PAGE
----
Alleged M’Plain gang members tried under POCA

Fourteen members allegedly of a notorious Mitchell’s Plain gang will be tried under the Prevention of Organised Crime Act (POCA) in the Western Cape High Court.

Judge Robert Henney last week dismissed an application by three accused Sadiq Williams, 30, Moegamat Alie Smart, 50, both from Lentegeur, and Shaline Naidoo, 30, from Rocklands, to be prosecuted separately.

The application was heard in court on April 20 and further submissions were received on August 4.

The judgment was delivered via email to all of the legal parties on Thursday September 16.

The trio and Niyaaz Hendricks, 28, Angelo Karolus, 33, Jaque Julies, 54, Bernito Valentine, 24, all from Lentegeur, Jeremy van Wyk, 20, from New Lentegeur, Raeef Mohammed, 28, from Portland, Ashraf Simon, 39, from New Woodlands, Mark Smith, 36, from Philippi, Keagan van Rooi, 31, from Pelican Park and Lumkile Mnguni, 25, and Ashley Martin, 39, both from Delft, allegedly members of the Junior Cisco Yakkies, face 101 charges – three charges relate to contravening POCA and the other offences relate to “pattern of criminal gang activity”.

The trial starts on April 25 next year.

These involve counts of murder, attempted murder, being in possession of unlicensed firearms and ammunition, and the possession of drugs and drug trafficking for 11 years, between March 22 2008 and September 17 2019, in Lentegeur, Philippi, Kleinvlei, Nyanga and Mitchell’s Plain.

These crimes were committed at 16 Ivy Street and 123 Turksvy Street, in Lentegeur, various parks and open fields in Mitchell’s Plain.

In his ruling Judge Henney said the State also allege that they may have been involved in the theft of vehicles.

“The reason for the multiple charges, it seems, would be that a singular or particular criminal gang activity, like the murder or attempted murder for example, committed either by singular member of the gang or a gang of persons belonging to the gang, would result in the commission of several other offences, like the possession of firearms and ammunition,” read the judgment.

According to the judgment, a gang member is a person, who admits to criminal gang membership; is identified as a member by a parent or guardian; resides in or frequents a particular gang’s area and adopts their style of dress, use of hand signs, language or their tattoos, and associates with known members; has been arrested more than once in the company of identified members for offences, which are consistent with usual crime gang activities; and is identified by physical evidence such as photographs or other documentation.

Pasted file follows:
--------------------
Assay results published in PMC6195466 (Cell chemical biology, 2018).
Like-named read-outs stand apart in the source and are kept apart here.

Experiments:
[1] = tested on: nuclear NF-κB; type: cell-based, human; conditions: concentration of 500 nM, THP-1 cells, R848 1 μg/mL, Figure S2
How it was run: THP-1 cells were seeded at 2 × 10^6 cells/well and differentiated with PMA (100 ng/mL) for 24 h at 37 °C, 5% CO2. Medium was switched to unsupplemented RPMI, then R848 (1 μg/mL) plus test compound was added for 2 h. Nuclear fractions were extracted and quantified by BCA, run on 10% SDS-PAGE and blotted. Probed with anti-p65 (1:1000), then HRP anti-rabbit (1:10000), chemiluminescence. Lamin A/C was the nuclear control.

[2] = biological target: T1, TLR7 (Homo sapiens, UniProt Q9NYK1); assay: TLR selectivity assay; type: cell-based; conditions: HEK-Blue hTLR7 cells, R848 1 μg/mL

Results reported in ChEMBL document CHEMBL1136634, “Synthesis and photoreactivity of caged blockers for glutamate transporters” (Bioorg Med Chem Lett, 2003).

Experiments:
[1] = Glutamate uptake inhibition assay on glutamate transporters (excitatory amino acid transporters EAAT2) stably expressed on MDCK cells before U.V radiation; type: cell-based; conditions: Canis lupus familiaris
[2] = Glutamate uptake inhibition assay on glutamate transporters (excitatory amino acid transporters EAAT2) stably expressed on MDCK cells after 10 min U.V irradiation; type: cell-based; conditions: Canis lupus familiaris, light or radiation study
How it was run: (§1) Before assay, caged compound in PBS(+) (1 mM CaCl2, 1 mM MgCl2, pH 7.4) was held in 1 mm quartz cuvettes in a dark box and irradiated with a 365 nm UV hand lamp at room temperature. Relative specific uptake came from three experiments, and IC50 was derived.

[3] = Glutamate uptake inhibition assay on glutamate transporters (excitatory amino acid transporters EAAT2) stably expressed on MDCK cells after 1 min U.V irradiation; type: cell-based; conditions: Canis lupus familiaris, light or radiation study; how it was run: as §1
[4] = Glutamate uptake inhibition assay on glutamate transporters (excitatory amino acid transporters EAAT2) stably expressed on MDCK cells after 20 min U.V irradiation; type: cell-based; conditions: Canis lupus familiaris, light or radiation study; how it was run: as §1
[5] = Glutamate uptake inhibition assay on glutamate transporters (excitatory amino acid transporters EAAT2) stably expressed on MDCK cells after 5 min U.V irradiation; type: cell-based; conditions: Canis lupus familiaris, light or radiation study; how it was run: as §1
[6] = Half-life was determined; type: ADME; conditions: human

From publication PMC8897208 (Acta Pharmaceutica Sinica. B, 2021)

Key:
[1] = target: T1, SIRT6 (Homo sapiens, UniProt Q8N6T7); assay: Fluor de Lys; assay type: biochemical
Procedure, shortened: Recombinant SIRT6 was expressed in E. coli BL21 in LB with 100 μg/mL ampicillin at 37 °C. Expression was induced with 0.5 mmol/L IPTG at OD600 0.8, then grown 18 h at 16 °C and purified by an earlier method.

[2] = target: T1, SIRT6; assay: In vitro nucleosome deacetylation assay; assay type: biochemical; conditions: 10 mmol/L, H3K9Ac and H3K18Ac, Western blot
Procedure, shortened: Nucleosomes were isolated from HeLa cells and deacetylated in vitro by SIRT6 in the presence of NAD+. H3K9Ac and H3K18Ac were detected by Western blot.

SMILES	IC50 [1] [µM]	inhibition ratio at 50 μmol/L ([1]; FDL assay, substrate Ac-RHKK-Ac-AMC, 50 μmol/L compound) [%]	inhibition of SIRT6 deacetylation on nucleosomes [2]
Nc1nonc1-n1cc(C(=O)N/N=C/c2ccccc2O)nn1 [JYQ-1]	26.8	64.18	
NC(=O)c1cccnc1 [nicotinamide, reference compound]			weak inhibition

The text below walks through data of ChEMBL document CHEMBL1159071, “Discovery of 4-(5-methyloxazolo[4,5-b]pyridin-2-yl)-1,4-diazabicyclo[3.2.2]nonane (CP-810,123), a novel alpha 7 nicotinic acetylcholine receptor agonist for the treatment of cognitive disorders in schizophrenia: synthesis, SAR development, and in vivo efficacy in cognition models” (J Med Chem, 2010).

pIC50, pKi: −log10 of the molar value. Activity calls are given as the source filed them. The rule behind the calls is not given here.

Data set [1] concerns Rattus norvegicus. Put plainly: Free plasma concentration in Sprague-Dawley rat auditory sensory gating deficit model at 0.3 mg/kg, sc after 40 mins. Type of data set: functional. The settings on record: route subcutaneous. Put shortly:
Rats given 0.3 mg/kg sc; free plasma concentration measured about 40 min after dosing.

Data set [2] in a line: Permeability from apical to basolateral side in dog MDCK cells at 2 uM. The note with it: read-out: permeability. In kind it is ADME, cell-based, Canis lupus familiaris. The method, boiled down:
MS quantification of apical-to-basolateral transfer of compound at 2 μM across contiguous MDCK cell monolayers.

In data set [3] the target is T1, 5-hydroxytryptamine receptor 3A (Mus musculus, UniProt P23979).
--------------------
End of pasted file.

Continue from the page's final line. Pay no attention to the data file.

Some accused face a charge of reckless endangerment to person or property in that they opened fire in a neighbourhood, field or open park.

According to the charge sheet, 17 men were killed between March 21 2016 and February 8 2019, including a shooting spree with four men being murdered within two days in April 2018.

Some of these killings are linked to charges of conspiracy to commit murder.

“They committed various murders, attempted murders, crimes involving the possession of illegal or prohibited firearms and ammunition.

“They sold drugs in their ‘territory’ and ‘punished’ people who they regarded as traitors for having left the JCY gang or buying drugs from opposing gangs,” read the indictment.

It states that all victims listed in specified charges were either killed or wounded while being shot at or injured with sharp instruments.

On March 22 2008 a man was lured into a building by a group of the JCY members and the door closed. He was “brutally attacked with a sword/panga and other sharp instruments and was lucky to escape through a door”.

He was seriously injured and hospitalised.

The charge sheet further reads: “Innocent members of the community were also injured and traumatised.”

Mitchell’s Plain police station commander, Brigadier Cass Goolam, said having the group tried under POCA was a “great success”.

“This potentially means longer sentences; acts as a deterrent; positively impacts the community’s perceptions of the police; and bolsters public confidence in the police,” Brigadier Goolam said.